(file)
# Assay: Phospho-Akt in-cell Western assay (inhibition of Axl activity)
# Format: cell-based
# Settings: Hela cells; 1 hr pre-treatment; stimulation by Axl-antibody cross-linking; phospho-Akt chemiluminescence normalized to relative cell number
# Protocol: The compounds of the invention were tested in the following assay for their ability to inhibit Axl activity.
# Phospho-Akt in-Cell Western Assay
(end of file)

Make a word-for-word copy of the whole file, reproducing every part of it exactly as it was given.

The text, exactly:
# Assay: Phospho-Akt in-cell Western assay (inhibition of Axl activity)
# Format: cell-based
# Settings: Hela cells; 1 hr pre-treatment; stimulation by Axl-antibody cross-linking; phospho-Akt chemiluminescence normalized to relative cell number
# Protocol: The compounds of the invention were tested in the following assay for their ability to inhibit Axl activity.
# Phospho-Akt in-Cell Western Assay